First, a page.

transaction of business for the purposes of § 6-103(b)(1), id. at 524. But the negotiations that
took place in Maryland and that supported the Court’s exercise of personal jurisdiction in that
case concerned efforts by the parties to settle separate bankruptcy litigation pending in Delaware,
not the tort claim before the Court, and the Maryland negotiations occurred before the plaintiff
initiated the lawsuit. Id. at 518. Here, the parties engaged in no negotiations before GEICO
initiated its suit, and the post-filing negotiations have concerned only the instant case. See Pl.’s
Opp’n 14 (indicating that negotiations “to resolve the matter without litigation” occurred on May
26 and June 1 and 13, 2016, after GEICO filed its complaint on May 24). It simply cannot be
that post-filing efforts to settle a case create personal jurisdiction.2
WhitServe engaged in no activity that amounts to transaction of business for the purpose
of § 6-103(b)(1) either by sending a letter accusing GEICO of patent infringement or by
discussing settlement of the case with GEICO after the company filed suit. Accordingly, the
GEICO cites Beverly Hills Fan Co. v. Royal Sovereign Corp., 21 F.3d 1558 (Fed. Cir. 1994) for
the proposition that courts may “freely consider acts after the filing of a complaint in
determining whether personal jurisdiction exists.” Pl.’s Opp’n 10. In Beverly Hills, a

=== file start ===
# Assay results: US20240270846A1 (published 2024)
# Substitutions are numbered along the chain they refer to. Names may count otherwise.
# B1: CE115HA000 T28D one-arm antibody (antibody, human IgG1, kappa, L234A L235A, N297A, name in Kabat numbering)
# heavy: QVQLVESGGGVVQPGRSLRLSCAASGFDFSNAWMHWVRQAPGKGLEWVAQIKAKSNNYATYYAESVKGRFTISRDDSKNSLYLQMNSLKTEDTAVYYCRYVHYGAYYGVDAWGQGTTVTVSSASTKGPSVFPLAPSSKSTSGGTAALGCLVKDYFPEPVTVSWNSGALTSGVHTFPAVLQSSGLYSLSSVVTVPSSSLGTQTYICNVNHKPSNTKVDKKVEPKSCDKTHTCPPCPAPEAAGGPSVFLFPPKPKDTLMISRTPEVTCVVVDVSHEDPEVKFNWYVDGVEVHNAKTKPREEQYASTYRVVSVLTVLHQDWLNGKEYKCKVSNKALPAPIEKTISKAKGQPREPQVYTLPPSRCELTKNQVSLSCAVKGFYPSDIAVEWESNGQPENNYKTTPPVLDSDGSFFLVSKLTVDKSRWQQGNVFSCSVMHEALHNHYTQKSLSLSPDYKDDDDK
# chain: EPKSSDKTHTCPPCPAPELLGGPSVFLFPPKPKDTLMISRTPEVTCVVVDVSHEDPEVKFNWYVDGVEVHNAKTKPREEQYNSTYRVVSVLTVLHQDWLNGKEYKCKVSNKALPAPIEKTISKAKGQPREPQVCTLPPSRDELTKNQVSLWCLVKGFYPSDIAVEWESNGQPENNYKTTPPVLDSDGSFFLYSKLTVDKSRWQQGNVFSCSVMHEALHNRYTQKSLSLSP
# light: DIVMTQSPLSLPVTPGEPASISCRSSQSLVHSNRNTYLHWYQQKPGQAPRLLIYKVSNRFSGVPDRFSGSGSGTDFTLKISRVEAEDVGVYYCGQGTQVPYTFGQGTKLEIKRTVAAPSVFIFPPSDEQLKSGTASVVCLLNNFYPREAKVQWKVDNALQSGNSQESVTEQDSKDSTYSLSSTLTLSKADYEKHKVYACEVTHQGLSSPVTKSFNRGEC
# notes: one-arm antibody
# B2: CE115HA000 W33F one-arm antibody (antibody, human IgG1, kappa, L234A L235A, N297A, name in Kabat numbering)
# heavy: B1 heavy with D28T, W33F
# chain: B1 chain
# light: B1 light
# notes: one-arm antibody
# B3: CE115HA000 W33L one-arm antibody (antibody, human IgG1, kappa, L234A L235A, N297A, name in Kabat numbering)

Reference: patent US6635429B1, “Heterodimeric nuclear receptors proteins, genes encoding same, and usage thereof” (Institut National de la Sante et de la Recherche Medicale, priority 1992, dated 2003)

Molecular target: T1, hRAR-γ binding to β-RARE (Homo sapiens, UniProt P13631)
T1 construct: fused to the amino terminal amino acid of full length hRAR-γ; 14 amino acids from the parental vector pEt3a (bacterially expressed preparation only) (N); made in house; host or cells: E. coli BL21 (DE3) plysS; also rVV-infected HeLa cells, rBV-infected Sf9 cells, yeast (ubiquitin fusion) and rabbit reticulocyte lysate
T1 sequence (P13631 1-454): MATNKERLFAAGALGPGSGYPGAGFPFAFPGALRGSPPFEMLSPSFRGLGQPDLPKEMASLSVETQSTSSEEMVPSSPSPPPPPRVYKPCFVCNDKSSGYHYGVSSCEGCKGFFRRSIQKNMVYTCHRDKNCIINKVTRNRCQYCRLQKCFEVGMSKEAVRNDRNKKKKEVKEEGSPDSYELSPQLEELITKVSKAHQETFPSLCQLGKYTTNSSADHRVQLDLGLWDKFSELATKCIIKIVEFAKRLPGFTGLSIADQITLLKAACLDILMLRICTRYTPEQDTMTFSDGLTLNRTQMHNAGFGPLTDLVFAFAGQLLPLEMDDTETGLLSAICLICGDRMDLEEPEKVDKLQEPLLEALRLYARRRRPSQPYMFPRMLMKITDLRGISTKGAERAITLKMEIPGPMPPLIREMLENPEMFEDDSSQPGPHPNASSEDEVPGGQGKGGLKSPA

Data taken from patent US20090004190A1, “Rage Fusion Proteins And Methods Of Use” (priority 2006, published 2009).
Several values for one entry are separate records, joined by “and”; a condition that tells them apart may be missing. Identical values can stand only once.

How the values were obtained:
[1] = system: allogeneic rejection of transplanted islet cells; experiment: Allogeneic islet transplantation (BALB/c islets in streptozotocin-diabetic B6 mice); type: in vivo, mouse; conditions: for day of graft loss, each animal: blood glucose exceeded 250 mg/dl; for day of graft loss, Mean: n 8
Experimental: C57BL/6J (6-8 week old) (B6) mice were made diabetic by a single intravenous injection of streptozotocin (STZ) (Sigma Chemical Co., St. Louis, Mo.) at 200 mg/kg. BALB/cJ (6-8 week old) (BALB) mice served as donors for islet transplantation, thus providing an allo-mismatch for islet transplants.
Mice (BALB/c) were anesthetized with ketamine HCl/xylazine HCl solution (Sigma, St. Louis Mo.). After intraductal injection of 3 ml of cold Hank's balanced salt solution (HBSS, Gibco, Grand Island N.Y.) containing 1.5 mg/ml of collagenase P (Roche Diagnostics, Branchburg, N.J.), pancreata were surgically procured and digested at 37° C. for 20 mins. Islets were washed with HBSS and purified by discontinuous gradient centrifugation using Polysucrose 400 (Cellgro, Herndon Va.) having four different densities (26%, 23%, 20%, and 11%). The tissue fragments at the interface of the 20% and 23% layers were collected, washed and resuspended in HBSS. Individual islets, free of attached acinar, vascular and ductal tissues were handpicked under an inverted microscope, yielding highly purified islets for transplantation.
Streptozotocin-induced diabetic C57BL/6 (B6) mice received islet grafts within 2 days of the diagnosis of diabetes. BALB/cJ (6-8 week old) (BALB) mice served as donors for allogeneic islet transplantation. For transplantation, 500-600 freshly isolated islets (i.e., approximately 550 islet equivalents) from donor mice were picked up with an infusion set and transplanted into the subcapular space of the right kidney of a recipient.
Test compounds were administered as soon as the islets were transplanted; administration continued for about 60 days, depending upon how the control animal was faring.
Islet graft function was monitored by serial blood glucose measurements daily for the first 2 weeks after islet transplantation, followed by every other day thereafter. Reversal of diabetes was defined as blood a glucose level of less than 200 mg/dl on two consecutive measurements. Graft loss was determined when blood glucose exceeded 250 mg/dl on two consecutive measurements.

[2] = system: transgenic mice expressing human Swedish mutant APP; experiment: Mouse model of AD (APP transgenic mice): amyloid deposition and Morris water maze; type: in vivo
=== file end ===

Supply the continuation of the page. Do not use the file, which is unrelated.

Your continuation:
corporation filed suit in the Eastern District of Virginia alleging that the defendant was selling
infringing fans in the state. When the defendant filed a motion to dismiss on jurisdictional
grounds, the plaintiff retained a personal investigator to purchase one of the allegedly infringing
fans in Virginia. 21 F.3d at 1560. Even though the investigator purchased the fan after the
plaintiff filed suit, the court deemed the investigator’s declaration relevant evidence that the
defendant was doing business in Virginia. Id. at 1563. Here, GEICO does not furnish similar
post-filing evidence from which it can be inferred that WhitServe was engaged in ongoing
business in Maryland. Rather, it attempts to argue that personal jurisdiction can be established
based solely on post-filing negotiations meant to avoid the litigation. Bevery Hills provides no
support for GEICO’s argument.
Court cannot exercise personal jurisdiction over WhitServe, and case must be dismissed. I will
therefore grant WhitServe’s Motion to Dismiss.
A separate order follows.
Dated: March 7, 2017
Paul W. Grimm
United States District Judge